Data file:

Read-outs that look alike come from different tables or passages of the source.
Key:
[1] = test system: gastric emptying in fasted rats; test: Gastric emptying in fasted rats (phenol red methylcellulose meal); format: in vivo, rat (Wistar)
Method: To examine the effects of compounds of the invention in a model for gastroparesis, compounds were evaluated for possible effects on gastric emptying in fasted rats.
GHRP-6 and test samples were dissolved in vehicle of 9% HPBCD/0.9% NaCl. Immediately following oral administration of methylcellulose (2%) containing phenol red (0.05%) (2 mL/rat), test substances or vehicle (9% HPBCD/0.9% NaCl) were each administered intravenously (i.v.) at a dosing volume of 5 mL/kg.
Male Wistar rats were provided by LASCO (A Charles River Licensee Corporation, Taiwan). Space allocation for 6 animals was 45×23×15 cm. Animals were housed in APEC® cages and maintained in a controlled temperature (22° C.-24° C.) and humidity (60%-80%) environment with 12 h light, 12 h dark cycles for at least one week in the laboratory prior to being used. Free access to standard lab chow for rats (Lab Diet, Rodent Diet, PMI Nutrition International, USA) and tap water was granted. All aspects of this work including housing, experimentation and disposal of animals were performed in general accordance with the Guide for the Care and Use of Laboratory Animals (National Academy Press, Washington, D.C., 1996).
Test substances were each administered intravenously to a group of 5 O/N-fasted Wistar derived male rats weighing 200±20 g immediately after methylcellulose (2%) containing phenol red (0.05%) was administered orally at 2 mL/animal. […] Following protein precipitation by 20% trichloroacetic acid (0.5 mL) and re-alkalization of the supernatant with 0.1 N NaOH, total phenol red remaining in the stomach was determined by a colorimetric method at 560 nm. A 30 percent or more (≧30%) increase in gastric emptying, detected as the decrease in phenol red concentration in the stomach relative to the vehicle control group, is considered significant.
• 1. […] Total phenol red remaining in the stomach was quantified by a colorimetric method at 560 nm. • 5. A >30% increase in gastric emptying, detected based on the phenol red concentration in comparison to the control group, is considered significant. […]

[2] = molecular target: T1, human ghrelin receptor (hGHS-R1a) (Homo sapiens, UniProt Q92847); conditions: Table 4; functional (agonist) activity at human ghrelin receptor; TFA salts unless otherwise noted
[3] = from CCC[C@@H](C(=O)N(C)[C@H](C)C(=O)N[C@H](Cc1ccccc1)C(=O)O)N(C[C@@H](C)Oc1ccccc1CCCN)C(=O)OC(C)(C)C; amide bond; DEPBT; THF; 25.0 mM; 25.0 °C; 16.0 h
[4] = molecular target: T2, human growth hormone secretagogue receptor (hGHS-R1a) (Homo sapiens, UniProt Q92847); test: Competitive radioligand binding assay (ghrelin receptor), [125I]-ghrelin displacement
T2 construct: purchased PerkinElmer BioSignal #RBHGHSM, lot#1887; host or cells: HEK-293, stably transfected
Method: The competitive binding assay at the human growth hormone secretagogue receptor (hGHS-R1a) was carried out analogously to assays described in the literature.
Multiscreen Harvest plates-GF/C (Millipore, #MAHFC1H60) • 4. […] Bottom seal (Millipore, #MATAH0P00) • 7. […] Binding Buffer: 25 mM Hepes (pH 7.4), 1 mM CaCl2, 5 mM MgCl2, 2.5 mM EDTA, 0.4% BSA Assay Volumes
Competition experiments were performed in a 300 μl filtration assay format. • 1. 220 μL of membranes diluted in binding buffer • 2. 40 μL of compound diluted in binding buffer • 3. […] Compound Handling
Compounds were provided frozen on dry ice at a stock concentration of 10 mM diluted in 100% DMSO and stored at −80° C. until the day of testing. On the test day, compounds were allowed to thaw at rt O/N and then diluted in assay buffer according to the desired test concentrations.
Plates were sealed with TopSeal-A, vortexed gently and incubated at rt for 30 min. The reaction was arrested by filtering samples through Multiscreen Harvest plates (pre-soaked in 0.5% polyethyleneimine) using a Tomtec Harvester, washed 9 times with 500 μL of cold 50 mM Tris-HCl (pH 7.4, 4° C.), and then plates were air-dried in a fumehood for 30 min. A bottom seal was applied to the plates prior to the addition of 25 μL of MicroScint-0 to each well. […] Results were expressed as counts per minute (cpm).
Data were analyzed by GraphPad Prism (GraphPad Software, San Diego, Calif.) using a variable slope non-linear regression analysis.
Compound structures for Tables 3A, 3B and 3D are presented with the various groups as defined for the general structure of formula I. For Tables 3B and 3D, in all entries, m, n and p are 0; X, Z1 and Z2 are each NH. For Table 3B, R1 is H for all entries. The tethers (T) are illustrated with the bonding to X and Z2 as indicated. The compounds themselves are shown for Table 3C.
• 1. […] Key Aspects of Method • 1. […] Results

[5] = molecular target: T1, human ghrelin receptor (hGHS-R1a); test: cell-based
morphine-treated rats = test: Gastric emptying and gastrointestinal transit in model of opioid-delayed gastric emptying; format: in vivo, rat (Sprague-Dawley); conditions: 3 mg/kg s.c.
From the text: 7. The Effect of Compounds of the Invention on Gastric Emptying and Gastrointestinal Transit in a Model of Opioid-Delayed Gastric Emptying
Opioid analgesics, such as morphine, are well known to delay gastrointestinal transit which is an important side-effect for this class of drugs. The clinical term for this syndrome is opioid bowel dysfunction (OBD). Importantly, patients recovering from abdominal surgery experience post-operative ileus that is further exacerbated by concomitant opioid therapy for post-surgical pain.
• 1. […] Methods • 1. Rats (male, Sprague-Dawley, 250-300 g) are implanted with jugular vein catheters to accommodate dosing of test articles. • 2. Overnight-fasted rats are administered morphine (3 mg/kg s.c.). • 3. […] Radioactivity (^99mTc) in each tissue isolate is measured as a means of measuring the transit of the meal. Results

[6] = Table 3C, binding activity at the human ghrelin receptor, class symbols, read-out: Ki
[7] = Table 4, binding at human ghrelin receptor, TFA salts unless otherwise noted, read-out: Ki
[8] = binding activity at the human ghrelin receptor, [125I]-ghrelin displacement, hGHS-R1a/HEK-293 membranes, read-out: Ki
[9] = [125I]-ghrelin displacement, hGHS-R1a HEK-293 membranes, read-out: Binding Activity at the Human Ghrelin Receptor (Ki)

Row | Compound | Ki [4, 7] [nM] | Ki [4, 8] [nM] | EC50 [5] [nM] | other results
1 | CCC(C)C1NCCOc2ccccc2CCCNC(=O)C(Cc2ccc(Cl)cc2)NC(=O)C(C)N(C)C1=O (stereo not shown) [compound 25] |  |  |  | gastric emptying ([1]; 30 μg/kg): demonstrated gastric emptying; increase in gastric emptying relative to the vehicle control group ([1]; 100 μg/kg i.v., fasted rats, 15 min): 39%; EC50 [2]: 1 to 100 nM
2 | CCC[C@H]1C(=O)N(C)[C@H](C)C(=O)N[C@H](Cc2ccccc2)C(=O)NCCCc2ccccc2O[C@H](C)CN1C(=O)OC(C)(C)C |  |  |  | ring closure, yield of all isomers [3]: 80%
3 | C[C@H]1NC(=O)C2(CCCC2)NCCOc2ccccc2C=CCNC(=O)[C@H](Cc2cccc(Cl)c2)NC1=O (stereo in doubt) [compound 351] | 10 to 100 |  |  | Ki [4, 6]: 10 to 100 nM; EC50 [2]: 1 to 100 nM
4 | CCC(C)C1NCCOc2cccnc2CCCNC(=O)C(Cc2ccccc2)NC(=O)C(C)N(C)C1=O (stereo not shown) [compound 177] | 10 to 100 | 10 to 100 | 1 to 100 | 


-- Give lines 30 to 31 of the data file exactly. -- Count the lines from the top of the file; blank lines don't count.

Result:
Row | Compound | Ki [4, 7] [nM] | Ki [4, 8] [nM] | EC50 [5] [nM] | other results
1 | CCC(C)C1NCCOc2ccccc2CCCNC(=O)C(Cc2ccc(Cl)cc2)NC(=O)C(C)N(C)C1=O (stereo not shown) [compound 25] |  |  |  | gastric emptying ([1]; 30 μg/kg): demonstrated gastric emptying; increase in gastric emptying relative to the vehicle control group ([1]; 100 μg/kg i.v., fasted rats, 15 min): 39%; EC50 [2]: 1 to 100 nM